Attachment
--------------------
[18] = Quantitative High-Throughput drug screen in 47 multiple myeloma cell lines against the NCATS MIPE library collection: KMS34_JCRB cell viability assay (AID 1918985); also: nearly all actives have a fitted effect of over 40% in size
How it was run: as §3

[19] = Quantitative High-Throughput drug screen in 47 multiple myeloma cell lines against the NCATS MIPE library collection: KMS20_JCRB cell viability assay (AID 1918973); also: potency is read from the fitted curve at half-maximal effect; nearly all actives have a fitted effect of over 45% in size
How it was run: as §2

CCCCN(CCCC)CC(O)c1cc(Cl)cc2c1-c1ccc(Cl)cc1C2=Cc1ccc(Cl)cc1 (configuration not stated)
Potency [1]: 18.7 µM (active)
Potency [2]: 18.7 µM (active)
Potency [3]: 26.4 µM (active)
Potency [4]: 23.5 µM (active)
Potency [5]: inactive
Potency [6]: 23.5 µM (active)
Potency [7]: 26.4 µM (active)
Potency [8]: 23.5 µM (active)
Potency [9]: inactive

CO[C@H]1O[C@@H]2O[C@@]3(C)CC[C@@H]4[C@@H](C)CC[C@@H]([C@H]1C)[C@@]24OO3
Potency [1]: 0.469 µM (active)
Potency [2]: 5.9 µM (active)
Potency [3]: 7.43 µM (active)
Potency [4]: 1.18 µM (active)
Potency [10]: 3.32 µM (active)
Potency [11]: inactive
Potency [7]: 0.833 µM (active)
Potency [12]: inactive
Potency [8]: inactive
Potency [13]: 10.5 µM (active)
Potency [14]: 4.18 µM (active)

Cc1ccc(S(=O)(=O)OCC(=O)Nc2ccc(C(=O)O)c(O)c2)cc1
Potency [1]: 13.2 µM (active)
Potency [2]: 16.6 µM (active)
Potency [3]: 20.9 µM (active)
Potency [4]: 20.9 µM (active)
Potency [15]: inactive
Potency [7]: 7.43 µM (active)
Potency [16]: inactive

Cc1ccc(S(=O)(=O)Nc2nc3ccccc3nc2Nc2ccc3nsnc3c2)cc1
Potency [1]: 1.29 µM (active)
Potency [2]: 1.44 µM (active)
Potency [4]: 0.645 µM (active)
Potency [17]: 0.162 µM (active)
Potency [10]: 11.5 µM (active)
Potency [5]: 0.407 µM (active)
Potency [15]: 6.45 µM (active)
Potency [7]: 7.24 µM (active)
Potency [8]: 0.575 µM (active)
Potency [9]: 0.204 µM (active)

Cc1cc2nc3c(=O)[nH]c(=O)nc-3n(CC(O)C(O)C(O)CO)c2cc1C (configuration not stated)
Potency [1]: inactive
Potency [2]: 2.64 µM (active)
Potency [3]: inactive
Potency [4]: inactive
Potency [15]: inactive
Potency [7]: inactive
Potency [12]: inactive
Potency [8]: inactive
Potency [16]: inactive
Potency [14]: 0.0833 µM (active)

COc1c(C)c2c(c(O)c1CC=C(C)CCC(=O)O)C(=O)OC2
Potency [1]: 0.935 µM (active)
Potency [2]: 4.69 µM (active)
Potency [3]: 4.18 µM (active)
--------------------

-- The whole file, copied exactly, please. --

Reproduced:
[18] = Quantitative High-Throughput drug screen in 47 multiple myeloma cell lines against the NCATS MIPE library collection: KMS34_JCRB cell viability assay (AID 1918985); also: nearly all actives have a fitted effect of over 40% in size
How it was run: as §3

[19] = Quantitative High-Throughput drug screen in 47 multiple myeloma cell lines against the NCATS MIPE library collection: KMS20_JCRB cell viability assay (AID 1918973); also: potency is read from the fitted curve at half-maximal effect; nearly all actives have a fitted effect of over 45% in size
How it was run: as §2

CCCCN(CCCC)CC(O)c1cc(Cl)cc2c1-c1ccc(Cl)cc1C2=Cc1ccc(Cl)cc1 (configuration not stated)
Potency [1]: 18.7 µM (active)
Potency [2]: 18.7 µM (active)
Potency [3]: 26.4 µM (active)
Potency [4]: 23.5 µM (active)
Potency [5]: inactive
Potency [6]: 23.5 µM (active)
Potency [7]: 26.4 µM (active)
Potency [8]: 23.5 µM (active)
Potency [9]: inactive

CO[C@H]1O[C@@H]2O[C@@]3(C)CC[C@@H]4[C@@H](C)CC[C@@H]([C@H]1C)[C@@]24OO3
Potency [1]: 0.469 µM (active)
Potency [2]: 5.9 µM (active)
Potency [3]: 7.43 µM (active)
Potency [4]: 1.18 µM (active)
Potency [10]: 3.32 µM (active)
Potency [11]: inactive
Potency [7]: 0.833 µM (active)
Potency [12]: inactive
Potency [8]: inactive
Potency [13]: 10.5 µM (active)
Potency [14]: 4.18 µM (active)

Cc1ccc(S(=O)(=O)OCC(=O)Nc2ccc(C(=O)O)c(O)c2)cc1
Potency [1]: 13.2 µM (active)
Potency [2]: 16.6 µM (active)
Potency [3]: 20.9 µM (active)
Potency [4]: 20.9 µM (active)
Potency [15]: inactive
Potency [7]: 7.43 µM (active)
Potency [16]: inactive

Cc1ccc(S(=O)(=O)Nc2nc3ccccc3nc2Nc2ccc3nsnc3c2)cc1
Potency [1]: 1.29 µM (active)
Potency [2]: 1.44 µM (active)
Potency [4]: 0.645 µM (active)
Potency [17]: 0.162 µM (active)
Potency [10]: 11.5 µM (active)
Potency [5]: 0.407 µM (active)
Potency [15]: 6.45 µM (active)
Potency [7]: 7.24 µM (active)
Potency [8]: 0.575 µM (active)
Potency [9]: 0.204 µM (active)

Cc1cc2nc3c(=O)[nH]c(=O)nc-3n(CC(O)C(O)C(O)CO)c2cc1C (configuration not stated)
Potency [1]: inactive
Potency [2]: 2.64 µM (active)
Potency [3]: inactive
Potency [4]: inactive
Potency [15]: inactive
Potency [7]: inactive
Potency [12]: inactive
Potency [8]: inactive
Potency [16]: inactive
Potency [14]: 0.0833 µM (active)

COc1c(C)c2c(c(O)c1CC=C(C)CCC(=O)O)C(=O)OC2
Potency [1]: 0.935 µM (active)
Potency [2]: 4.69 µM (active)
Potency [3]: 4.18 µM (active)